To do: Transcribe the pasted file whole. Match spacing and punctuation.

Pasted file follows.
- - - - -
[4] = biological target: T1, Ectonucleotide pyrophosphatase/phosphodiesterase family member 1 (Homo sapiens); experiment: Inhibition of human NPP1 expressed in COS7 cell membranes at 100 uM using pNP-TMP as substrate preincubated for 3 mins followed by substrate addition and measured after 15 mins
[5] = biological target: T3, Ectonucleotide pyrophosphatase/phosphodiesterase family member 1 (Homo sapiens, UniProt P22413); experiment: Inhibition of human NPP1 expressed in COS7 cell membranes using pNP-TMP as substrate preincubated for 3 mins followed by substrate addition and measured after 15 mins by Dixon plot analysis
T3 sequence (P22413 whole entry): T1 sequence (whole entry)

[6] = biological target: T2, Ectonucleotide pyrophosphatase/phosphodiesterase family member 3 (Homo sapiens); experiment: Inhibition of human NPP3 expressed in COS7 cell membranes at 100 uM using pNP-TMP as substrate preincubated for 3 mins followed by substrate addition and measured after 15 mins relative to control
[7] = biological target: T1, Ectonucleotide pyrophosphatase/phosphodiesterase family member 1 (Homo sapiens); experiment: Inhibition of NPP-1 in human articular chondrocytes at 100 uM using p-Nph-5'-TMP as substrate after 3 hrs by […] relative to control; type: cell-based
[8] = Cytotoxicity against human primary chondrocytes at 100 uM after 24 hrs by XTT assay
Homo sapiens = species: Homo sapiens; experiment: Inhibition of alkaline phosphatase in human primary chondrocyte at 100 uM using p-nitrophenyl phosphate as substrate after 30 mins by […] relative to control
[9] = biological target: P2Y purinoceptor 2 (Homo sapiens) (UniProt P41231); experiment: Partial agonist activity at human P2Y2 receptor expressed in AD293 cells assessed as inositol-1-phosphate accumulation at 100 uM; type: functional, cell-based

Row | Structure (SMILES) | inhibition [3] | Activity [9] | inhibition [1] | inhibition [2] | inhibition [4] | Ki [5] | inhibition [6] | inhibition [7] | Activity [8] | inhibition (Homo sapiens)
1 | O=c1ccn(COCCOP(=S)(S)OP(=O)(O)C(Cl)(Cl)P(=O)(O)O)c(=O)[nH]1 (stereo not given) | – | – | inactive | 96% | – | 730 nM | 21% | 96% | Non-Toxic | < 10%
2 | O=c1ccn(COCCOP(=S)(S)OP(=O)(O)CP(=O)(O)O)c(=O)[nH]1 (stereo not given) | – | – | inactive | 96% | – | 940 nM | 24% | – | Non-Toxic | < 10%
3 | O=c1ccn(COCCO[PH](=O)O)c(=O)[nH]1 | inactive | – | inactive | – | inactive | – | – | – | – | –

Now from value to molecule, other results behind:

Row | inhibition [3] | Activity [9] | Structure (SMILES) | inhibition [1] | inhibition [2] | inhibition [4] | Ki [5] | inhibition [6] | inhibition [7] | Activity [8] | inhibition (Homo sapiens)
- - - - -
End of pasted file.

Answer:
[4] = biological target: T1, Ectonucleotide pyrophosphatase/phosphodiesterase family member 1 (Homo sapiens); experiment: Inhibition of human NPP1 expressed in COS7 cell membranes at 100 uM using pNP-TMP as substrate preincubated for 3 mins followed by substrate addition and measured after 15 mins
[5] = biological target: T3, Ectonucleotide pyrophosphatase/phosphodiesterase family member 1 (Homo sapiens, UniProt P22413); experiment: Inhibition of human NPP1 expressed in COS7 cell membranes using pNP-TMP as substrate preincubated for 3 mins followed by substrate addition and measured after 15 mins by Dixon plot analysis
T3 sequence (P22413 whole entry): T1 sequence (whole entry)

[6] = biological target: T2, Ectonucleotide pyrophosphatase/phosphodiesterase family member 3 (Homo sapiens); experiment: Inhibition of human NPP3 expressed in COS7 cell membranes at 100 uM using pNP-TMP as substrate preincubated for 3 mins followed by substrate addition and measured after 15 mins relative to control
[7] = biological target: T1, Ectonucleotide pyrophosphatase/phosphodiesterase family member 1 (Homo sapiens); experiment: Inhibition of NPP-1 in human articular chondrocytes at 100 uM using p-Nph-5'-TMP as substrate after 3 hrs by […] relative to control; type: cell-based
[8] = Cytotoxicity against human primary chondrocytes at 100 uM after 24 hrs by XTT assay
Homo sapiens = species: Homo sapiens; experiment: Inhibition of alkaline phosphatase in human primary chondrocyte at 100 uM using p-nitrophenyl phosphate as substrate after 30 mins by […] relative to control
[9] = biological target: P2Y purinoceptor 2 (Homo sapiens) (UniProt P41231); experiment: Partial agonist activity at human P2Y2 receptor expressed in AD293 cells assessed as inositol-1-phosphate accumulation at 100 uM; type: functional, cell-based

Row | Structure (SMILES) | inhibition [3] | Activity [9] | inhibition [1] | inhibition [2] | inhibition [4] | Ki [5] | inhibition [6] | inhibition [7] | Activity [8] | inhibition (Homo sapiens)
1 | O=c1ccn(COCCOP(=S)(S)OP(=O)(O)C(Cl)(Cl)P(=O)(O)O)c(=O)[nH]1 (stereo not given) | – | – | inactive | 96% | – | 730 nM | 21% | 96% | Non-Toxic | < 10%
2 | O=c1ccn(COCCOP(=S)(S)OP(=O)(O)CP(=O)(O)O)c(=O)[nH]1 (stereo not given) | – | – | inactive | 96% | – | 940 nM | 24% | – | Non-Toxic | < 10%
3 | O=c1ccn(COCCO[PH](=O)O)c(=O)[nH]1 | inactive | – | inactive | – | inactive | – | – | – | – | –

Now from value to molecule, other results behind:

Row | inhibition [3] | Activity [9] | Structure (SMILES) | inhibition [1] | inhibition [2] | inhibition [4] | Ki [5] | inhibition [6] | inhibition [7] | Activity [8] | inhibition (Homo sapiens)